History In Ink®  Historical Autographs







Samuel Chase

Chase acknowledges naturalization of a citizen

Samuel Chase, 1741–1811.  Signer of the Declaration of Independence; Associate Justice, Supreme Court of the United States, 1796–1811.  Rare partially printed Document Signed, Samuel Chase, four pages (including integral leaf), 6½" x 8", Baltimore, Maryland, August 17, 1793. 

Chase, as Chief Judge of Maryland, acknowledges the naturalization of a citizen.  The document notes that the applicant "did repeat and subscribe a Declaration of his Belief in the Christian Religion and the oath required by the Act of the Assembly of this State, entitled, ĎAn Act for Naturalization.'"  The document seems to contradict the 1st Amendment to the United States Constitution, which was adopted in 1791, although initially the Bill of Rights applied to only the federal government, not the states. 

Chase, a member of the Maryland legislature for some 20 years, represented Maryland in the Continental Congress and signed the Declaration of Independence.  He served in the Congress until 1778.  In 1791, he became Chief Judge of the Maryland General Court, the position that he held when he signed this document.  In 1796, President George Washington appointed Chase to the Supreme Court of the United States, where he served until his death.

Chase remains the only Supreme Court Justice to be impeached.  A Federalist, Chase endured the wrath of the Jefferson Republicans, who feared the lifetime tenure of Federalist judges who claimed the exclusive right of judicial review of legislation.  In late 1804, the House of Representatives voted eight articles of impeachment against Chase based not upon his service on the Supreme Court but upon his allegedly politically partisan actions as a circuit judge—the trial judge positions that early Supreme Court Justices were required to fill.  Chase was acquitted in the Senate by large margins on several of the counts, and even some Senators who personally opposed Chaseʼs political philosophy voted to acquit him because they doubted that the quality of his judicial actions were grounds for removal from office.  Chaseʼs acquittal established an unofficial historical precedent that helped to secure the lifetime tenure of Supreme Court Justices.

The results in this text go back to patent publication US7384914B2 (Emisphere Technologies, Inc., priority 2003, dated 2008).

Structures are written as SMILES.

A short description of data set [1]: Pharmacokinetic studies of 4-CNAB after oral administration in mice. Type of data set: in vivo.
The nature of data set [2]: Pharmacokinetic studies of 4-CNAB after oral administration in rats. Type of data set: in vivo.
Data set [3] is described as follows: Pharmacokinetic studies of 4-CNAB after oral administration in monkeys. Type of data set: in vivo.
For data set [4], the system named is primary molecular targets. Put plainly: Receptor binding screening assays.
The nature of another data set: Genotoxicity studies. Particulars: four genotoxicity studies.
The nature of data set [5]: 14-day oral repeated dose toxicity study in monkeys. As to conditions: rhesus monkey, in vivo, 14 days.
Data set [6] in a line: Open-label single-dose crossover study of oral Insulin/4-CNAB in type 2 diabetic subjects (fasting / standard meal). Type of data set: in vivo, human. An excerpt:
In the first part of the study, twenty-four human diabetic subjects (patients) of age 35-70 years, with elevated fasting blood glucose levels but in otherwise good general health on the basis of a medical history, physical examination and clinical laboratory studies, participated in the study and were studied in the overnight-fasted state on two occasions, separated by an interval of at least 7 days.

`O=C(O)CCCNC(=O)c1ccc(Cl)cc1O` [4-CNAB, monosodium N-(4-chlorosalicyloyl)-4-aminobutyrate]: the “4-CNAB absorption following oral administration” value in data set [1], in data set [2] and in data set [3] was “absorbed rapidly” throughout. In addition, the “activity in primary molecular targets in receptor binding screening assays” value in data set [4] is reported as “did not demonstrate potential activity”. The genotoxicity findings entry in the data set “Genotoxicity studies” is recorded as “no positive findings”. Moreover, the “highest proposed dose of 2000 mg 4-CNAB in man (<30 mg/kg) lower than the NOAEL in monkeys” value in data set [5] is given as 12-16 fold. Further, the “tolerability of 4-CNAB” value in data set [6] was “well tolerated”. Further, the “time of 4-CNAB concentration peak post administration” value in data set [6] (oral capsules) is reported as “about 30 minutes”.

Chase has engrossed part of this document, so it has six words in his hand along with his bold 3" signature.  The inside of the document contains a handwritten certification by a notary that Chase has signed the document as Chief Judge and bears the notary's ornate embossed seal.  The document has intersecting horizontal and vertical folds, one of which touches the "S" in Chase's signature and his paraph beneath.  The document has a ¼" edge split on the horizontal fold on the first page and a small hole in the vertical fold in the upper blank margin, affecting nothing.  Overall the piece is in fine condition.  

Chaseʼs autograph material is rare, and those who collect Signers or Supreme Court Justices should be careful not to let his items pass.




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